Cops have that problem. The deputy sheriff guarding our building wears a Batman Belt giving her the choice of responding to problems with handcuffs, baton, pepper spray, Taser, pistol . . . too late, you’re dead. Took too long to decide because you were worried there was a better choice.
We should go back to the old way: nightstick and a pistol, forget the rest. If you go in the cop car peacefully, we won’t need handcuffs; if not, you’ll either go in the ambulance or the hearse and again, we won’t need handcuffs. Should make the rules of behavior easier for cops and much clearer for People Whose Lives Matter.
I’m gonna indulge in a rare disagreement with Joe here. The less we treat cops like medieval knights and civilians like peasants, the better.
Joe Doakes from Como Park emails:
Some local folks lost their home for non-payment of real estate taxes. Their son allegedly showed up at the county offices, threatened some staff, broke a window. A restraining order was issued but staff wasn’t satisfied.
“A piece of paper won’t keep him away, he might come back with a gun. We need protection,” they told the County Manager.
Like what? A guy with a badge? We have that, the private security guard at the door.
No, he’s just a rent-a-cop. We are a unit of County government, we want a Deputy Sheriff.
Pull a deputy off patrol to babysit an office building? How about a Reserve Deputy? Wears the same uniform and badge, is that okay?
No, Reserve Deputies don’t carry a gun. We want a real deputy.
So what you want is a Good Guy with a Gun to defend you from the possible Bad Guy with a Gun?
Not necessarily, it could be a female deputy; but basically, yes.
So we got one, she’s been sitting in the squad in the parking lot. With her gun.
Amazing how being personally targeted clarifies one’s thinking.
Heather Martens would be appalled.
Well, I for one think Heather would looooove a police state.
Joe Doakes from Como Park emails:
“Doc. No. XXX is stated as being expired, but was not listed on the spread sheet. Please make sure that this is inserted and in the future when you discover a new one please add it to the list. Thanks much.”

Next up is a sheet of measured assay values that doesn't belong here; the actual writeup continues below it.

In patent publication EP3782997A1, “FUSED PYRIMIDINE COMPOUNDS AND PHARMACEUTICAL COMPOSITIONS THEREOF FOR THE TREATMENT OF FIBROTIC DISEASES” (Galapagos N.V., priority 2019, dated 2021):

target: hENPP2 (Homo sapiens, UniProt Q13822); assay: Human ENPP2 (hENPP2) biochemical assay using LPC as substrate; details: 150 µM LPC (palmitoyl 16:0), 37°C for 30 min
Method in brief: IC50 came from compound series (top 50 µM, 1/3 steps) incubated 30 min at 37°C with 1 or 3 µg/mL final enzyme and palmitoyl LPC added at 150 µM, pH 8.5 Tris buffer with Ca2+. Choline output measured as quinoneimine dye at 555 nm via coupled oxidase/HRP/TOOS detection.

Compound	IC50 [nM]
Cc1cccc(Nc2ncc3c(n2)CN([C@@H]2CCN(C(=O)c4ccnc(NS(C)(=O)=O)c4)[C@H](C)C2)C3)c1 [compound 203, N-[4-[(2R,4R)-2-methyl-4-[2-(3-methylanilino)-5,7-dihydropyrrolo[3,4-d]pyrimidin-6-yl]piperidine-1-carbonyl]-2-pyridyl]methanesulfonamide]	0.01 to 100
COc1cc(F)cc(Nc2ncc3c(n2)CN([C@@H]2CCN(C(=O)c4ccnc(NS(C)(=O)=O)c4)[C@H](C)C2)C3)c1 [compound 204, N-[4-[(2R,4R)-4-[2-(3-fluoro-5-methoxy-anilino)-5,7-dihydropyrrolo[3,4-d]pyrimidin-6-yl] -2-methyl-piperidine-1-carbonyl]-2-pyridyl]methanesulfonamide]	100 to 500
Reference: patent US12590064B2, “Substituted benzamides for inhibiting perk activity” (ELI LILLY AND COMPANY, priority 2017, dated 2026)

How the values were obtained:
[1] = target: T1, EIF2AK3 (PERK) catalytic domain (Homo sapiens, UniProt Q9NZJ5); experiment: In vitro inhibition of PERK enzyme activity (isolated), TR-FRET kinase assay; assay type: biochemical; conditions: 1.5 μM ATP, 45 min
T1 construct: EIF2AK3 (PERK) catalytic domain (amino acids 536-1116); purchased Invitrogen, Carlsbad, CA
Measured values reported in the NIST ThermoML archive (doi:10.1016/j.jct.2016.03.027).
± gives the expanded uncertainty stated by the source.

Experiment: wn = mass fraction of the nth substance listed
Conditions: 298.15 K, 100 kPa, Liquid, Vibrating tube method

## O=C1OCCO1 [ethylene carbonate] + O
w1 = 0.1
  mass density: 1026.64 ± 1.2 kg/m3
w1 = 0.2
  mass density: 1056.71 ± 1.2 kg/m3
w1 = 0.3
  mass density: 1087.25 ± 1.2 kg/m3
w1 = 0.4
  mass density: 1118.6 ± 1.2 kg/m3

Another example of a clerical mind-set employee who knows the procedures, but not the reason for the procedures.
I started the spreadsheet as a way for me to track expired restrictive covenants that kept showing up in conveyances. Most of those documents were recorded by developers in the 1950’s, before suburbs had zoning ordinances, so they afflicted whole subdivisions with crap like “can’t build closer than X feet from the property line” or “building must be at least X square feet” and of course, the ever popular “cannot sell to colored people.” They expired under the 40-year law but must be manually removed each time I see one.
Unless the restrictive covenants reserved easements for utilities or drainage, in which case they can’t be manually removed but instead must be corrected to say “reserves easement.”
I created the spread sheet so I wouldn’t have to read the restrictive covenant document every time; instead, I’d glance at the spread sheet to see which ones had to be carried forward with corrections and which could be omitted.
The document in question is a deed that affected one single platted lot. It did not reserve easements. So I ordered it removed. Now that it’s been removed, it’ll never be a problem in the future. Do we need to list that deed on the spreadsheet? No, of course not. But she has to make a point of sending an email to the whole office reminding us to do it, just to be certain we know that she’s paying attention to every single thing we do, searching for mistakes to correct them, to prove how valuable she is. It’s “quality control,” you see. To enhance “customer service.”
Except it’s not a mistake, I deliberately chose not to clutter up the spread sheet with useless data. The employee knows the procedure but not the reason for the procedure, and therefore confuses the means with the end. Of course, saying so would be mansplaining, a hurtful and sexist thing to do, and elitist because I have a degree as well as ageist since she’s been here 30 years and it’s disrespectful not to respect her opinion, even if wrong.
You wonder why government isn’t fast on its feet – it’s because of all the ankle-biters slowing us down.
Government bureaucracy – where people are penalized for being too good at their jobs.
Joe Doakes from Como Park emails:
Divorce case recently appealed to the Minnesota Court of Appeals, sent back for more fact-finding on this question: were the parties even married? The Court of Appeals’ reasoning infuriates me.
When you fled to Thailand in 1975 to escape the Communists after the Americans abandoned Southeast Asia, and you got “married” to this guy that you met in a refugee camp, did you file a marriage certificate with the Thailand government? No? Well, then, the fact you’ve lived together for 40 years, had six kids together, filed married tax returns and owned real estate in Minnesota is interesting trivia but really, lady, if you can’t be bothered to fill out the proper forms, we have no sympathy for you at all. Shacking up with a guy – even with the tribal elders’ blessing – doesn’t give you the privilege to use the Minnesota divorce court. You can’t get divorced if you were never legally married.